When a worker is injured on the job, workers’ compensation insurance provides benefits and coverage to ensure that worker is compensated for lost wages and medical expenses. To guarantee this coverage is provided, employers pay workers’ compensation insurance premiums. What happens when the insurance provider can no longer support the number of claims that are made against the company? Who pays for benefits if the insurance company goes under?
These are questions which are not only important but also timely in the wake of recent story reported by the BestWire, and insurance industry publication. Atlantic Mutual Insurance, the same company that paid out claims after the Titanic sank is unable to survive a recent wave of workers’ compensation claims. According to the New York Liquidation Bureau, “The company was placed into liquidation and New York’s superintendent of insurance was appointed liquidator on April 27th”.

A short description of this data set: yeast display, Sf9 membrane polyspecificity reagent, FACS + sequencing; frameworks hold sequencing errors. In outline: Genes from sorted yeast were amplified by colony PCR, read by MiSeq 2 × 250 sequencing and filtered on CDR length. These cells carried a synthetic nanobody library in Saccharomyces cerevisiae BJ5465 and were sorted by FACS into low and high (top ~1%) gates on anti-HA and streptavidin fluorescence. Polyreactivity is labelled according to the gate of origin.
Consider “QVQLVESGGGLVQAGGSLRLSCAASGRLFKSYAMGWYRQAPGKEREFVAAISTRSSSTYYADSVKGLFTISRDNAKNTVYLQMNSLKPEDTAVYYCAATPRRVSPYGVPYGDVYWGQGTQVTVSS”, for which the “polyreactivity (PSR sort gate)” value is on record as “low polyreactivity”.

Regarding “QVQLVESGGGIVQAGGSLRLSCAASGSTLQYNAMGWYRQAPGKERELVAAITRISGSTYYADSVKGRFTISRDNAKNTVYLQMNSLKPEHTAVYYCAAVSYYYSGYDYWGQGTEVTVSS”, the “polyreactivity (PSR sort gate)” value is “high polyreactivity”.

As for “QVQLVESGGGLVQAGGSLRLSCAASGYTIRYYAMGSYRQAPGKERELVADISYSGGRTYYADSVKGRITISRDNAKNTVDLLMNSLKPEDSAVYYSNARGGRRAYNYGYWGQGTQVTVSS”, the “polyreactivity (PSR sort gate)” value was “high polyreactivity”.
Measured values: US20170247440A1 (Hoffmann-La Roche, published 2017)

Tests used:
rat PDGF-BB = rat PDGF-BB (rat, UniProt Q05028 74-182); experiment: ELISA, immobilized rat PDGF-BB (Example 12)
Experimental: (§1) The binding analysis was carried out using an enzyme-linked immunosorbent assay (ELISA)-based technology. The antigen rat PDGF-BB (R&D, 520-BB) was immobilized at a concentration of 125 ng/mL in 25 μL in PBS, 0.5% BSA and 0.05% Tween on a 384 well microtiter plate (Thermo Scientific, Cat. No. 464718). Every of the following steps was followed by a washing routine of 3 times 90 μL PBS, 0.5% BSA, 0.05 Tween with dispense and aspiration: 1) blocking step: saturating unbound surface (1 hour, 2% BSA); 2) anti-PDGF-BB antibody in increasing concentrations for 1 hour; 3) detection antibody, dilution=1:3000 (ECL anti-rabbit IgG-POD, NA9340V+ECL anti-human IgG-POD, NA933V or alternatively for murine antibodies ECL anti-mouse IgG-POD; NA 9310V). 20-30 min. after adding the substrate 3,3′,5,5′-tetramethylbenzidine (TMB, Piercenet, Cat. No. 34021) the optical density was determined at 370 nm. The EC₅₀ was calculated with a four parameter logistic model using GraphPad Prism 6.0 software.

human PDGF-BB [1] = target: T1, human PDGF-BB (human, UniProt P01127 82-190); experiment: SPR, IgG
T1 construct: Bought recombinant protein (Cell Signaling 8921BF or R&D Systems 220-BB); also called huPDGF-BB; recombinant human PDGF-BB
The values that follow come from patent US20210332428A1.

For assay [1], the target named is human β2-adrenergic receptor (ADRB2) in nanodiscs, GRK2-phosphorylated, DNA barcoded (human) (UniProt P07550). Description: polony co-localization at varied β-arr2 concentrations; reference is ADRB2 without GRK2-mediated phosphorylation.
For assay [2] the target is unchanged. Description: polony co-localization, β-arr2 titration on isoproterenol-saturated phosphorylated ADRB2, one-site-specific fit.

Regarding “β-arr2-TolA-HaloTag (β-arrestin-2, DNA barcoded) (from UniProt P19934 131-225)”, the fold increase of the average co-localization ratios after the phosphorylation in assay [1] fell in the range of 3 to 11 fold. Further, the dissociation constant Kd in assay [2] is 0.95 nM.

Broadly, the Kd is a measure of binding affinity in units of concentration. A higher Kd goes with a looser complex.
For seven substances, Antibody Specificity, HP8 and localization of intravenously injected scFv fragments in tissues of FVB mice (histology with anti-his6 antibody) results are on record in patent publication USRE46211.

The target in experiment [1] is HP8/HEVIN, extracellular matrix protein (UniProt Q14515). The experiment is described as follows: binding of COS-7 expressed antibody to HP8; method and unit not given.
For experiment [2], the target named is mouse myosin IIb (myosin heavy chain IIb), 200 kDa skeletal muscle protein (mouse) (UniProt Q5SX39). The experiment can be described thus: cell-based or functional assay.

This brings to the forefront a very important issue within the workers’ compensation system. If employers are paying insurance premiums, how can they ensure their workers’ will have the coverage they need at the time they need it? Another issue which is highlighted by this historical liquidation of a long standing insurance company is the long term affect of fraudulent workers’ compensation claims. Once again the issue of fraud rears its’ ugly head and proves that everyone suffers the consequences of a few when fraud is committed.
In most cases arrangements will be made in advance to guarantee insurance policies are covered, however that leaves the remaining issue of fraud on the front burner. Excessive claims that are not legitimate in nature rob from those who are entitled to benefits and pass the burden onto taxpayers in the form of other programs which pick up when workers’ compensation cannot provide necessary benefits.